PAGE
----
John Carpenter talks new album, Halloween Kills, and why he loves pretending he's a Viking
While Escape From New York director John Carpenter has only made one film in the past 20 years (2010's The Ward) fans of the beloved auteur have been able to enjoy a slew of musical releases from the filmmaker of late. Carpenter released his debut non-soundtrack collection Lost Themes in 2015 and followed that the next year with Lost Themes II. He also scored David Gordon Green's 2018 franchise reboot Halloween and is performing the same duty on the upcoming sequel Halloween Kills. Feb. 5 sees the release of a third album from Carpenter, Lost Themes III: Life After Death, on which he once again collaborates with his son, Cody, and godson, Daniel Davies.
We called Carpenter to talk about Lost Themes III, Halloween Kills, and a certain Los Angeles alleyway.
ENTERTAINMENT WEEKLY: Hi, is that John Carpenter?
JOHN CARPENTER: Yes it is.
This is Clark Collis, from Entertainment Weekly. I'm calling to annoy you with some questions about your new album.
Oh, thank you, thank you. Excellent. We'll have to interrupt it for about 30 seconds when my dog comes back in from being washed.
That's fine. Someone's bringing the dog back?
Yeah. It's a truck that's parked outside that's washing the dog and they'll knock on the door when he's clean!
That's beautiful. What kind of dog is it?
It's a husky.
Was the album recorded before the pandemic?
Before and during. And it was recorded before and during and after the score that we did for Halloween Kills. So, we've just been working on it for a while.
How did the pandemic affect the way you worked?
Not a bit, not a bit.
Could you talk about how you wrote and recorded the tracks?
How do we do it? It's like, how do we create? I can't explain it. [Laughs] It's a lot of improvisation. Somebody has an idea, a sketch, a bass-line, a chord, a snatch of a melody, and we just start working on it. I have a home studio with a lot of great electronic sounds and that's how we do it.
As a drummer, I'm always interested in odd time signatures, because they're hard to drum to, on the whole.
[Laughs] Yeah. They are!
The opening track, "Alive After Death," is in 7/4 time, correct me if I 'm wrong.
Nah, it's just your imagination.
Obviously, you've worked with unusual time signatures before. Where does that interest come from?
Well, it comes mainly from my son, Cody. He's a virtuoso musician, keyboard-player, he loves experimenting with different time signatures. I can only do 4/4 and 3/4 and 5/4. That's it. That's my limit. And then you have so snake it in, where I don't know.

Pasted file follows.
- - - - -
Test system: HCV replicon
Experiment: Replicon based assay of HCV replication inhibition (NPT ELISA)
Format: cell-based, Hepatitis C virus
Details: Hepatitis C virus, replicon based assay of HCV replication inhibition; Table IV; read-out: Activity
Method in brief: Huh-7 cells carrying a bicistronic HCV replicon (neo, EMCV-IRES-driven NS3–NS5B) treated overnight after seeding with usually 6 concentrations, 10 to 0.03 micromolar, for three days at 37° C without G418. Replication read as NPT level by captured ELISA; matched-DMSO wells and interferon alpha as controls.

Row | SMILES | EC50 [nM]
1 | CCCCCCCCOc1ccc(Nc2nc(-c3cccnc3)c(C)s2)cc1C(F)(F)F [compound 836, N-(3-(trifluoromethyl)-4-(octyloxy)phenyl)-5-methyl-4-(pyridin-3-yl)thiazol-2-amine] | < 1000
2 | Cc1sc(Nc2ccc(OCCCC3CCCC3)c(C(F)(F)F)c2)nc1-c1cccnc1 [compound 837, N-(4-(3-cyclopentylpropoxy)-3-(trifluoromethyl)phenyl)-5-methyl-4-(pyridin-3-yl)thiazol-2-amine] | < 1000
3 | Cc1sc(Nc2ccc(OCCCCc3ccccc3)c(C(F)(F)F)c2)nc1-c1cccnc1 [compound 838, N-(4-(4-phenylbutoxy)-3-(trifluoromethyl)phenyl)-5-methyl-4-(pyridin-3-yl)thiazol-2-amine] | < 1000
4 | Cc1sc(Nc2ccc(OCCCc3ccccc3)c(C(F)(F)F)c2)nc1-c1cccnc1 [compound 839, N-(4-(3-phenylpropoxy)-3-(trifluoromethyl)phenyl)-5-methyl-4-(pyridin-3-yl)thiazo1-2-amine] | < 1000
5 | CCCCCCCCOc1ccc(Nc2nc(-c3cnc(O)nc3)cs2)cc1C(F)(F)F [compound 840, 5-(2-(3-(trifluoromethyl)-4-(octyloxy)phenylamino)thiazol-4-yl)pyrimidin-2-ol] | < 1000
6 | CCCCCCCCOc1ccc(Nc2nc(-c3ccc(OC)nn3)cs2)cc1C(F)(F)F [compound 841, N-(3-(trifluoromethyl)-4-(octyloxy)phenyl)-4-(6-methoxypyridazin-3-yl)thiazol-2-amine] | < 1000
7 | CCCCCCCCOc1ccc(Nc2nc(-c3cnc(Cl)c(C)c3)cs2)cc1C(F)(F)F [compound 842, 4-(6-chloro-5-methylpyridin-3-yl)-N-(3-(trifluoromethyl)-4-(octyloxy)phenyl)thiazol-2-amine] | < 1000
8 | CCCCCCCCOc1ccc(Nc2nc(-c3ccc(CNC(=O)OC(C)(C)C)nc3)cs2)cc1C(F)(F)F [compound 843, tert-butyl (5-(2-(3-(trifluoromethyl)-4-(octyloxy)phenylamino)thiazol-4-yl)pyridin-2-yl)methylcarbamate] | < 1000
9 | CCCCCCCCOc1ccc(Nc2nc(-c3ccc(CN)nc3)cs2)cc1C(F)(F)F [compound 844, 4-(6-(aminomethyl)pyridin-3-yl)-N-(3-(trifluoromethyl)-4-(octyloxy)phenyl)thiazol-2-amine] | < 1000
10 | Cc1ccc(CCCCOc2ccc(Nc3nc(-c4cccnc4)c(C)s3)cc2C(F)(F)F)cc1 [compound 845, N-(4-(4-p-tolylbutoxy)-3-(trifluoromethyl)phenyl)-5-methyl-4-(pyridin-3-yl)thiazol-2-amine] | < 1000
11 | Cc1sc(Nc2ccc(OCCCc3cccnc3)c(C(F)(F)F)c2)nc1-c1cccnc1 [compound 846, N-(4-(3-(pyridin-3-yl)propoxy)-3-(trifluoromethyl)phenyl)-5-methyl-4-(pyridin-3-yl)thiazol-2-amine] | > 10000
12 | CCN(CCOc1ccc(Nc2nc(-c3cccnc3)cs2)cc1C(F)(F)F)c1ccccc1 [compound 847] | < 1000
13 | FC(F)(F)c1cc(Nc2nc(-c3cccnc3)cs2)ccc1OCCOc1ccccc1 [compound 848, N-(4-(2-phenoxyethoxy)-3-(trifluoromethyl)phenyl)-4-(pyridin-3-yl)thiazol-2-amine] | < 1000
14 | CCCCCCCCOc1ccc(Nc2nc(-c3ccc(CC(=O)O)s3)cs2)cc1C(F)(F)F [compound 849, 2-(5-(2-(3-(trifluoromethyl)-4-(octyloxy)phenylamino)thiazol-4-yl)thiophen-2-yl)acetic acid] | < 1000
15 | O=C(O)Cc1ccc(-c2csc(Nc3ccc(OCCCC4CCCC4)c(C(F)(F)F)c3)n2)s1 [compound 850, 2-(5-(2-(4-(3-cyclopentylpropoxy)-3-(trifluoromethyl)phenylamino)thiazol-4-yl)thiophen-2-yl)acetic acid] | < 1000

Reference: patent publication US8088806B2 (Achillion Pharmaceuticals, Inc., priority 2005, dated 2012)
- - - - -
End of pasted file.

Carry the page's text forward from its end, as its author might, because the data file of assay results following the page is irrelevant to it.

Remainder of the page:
What's the significance of the title Alive After Death?
Oh, that's what we hope our art will be.
I saw you play a show in New York a few years ago and it looked like you were having the time of you life. Would that be correct?
Yes! It's unbelievable! First of all, I'm a 73-year-old guy, I've had a career directing movies, which is coal miner-hard, and this is a joy. I get to play with the son and my godson. We have a rock and roll-type type band. A bunch of guitars and drums. This is the greatest!
I also liked the fact that you put a real show together, with film clips and you had a bit when you all put on sunglasses to play a track from They Live.
Oh, well, thank you, thank you very much. I wanted to have naked girls up there with us but that didn't work out.
Who knows what the future may hold for any of us at this point, but do you think you'll be doing concerts again?
Well, if the world comes back, and gets safe again, we might. We've talked about it. But we'll have to wait and see. Thing are so chaotic now, still.
Are you finished with scoring Halloween Kills?
We're done with that. Unfortunately, we can't score the next one (Halloween Ends), because everything's on shutdown. Hopefully things will get better next year.
Could you tease Halloween Kills for us?
It's brilliant. It's the ultimate slasher. I mean, there's nothing more than this one. Wow! Man.
How much have you been forced to adapt over the past year, if it all. You like being at home, right?
Yeah. It's not that bad. It's not terrible. You just have to get with it. Get with the program!
Have you been playing any new video games?
I've been playing Assassin's Creed Valhalla, which I like a lot. I like being a Viking.
I can definitely see you as a Viking.
Well, thank you, thank you very much. [Laughs]
Do you know what you next project is going to be?
No. It's like everybody else. We're in a holding pattern until something clears up in terms of the virus. We'll see. Just taking it a day at a time.
This isn't a question, but when I lived in L.A. a friend of mine, Jane, visited, and I gave her what I called The John Carpenter Tour. I was living in West Hollywood, so we walked up to the Halloween houses there, and I took her to the church from Prince of Darkness, and then we ended up in the famous alleyway from They Live. I just wanted to let you know that that is still a really s---ty alleyway.
[Laughs uproariously] Yeah, I know, it's terrible isn't, it?
To be honest, we were there for about 10 seconds, and somebody started a commotion, and I was like, let's get out of here.
I know. I hear you.
Well, this has been a real pleasure. I'm sorry we didn't get interrupted by your dog, but maybe next time.
Okay, you got a deal.
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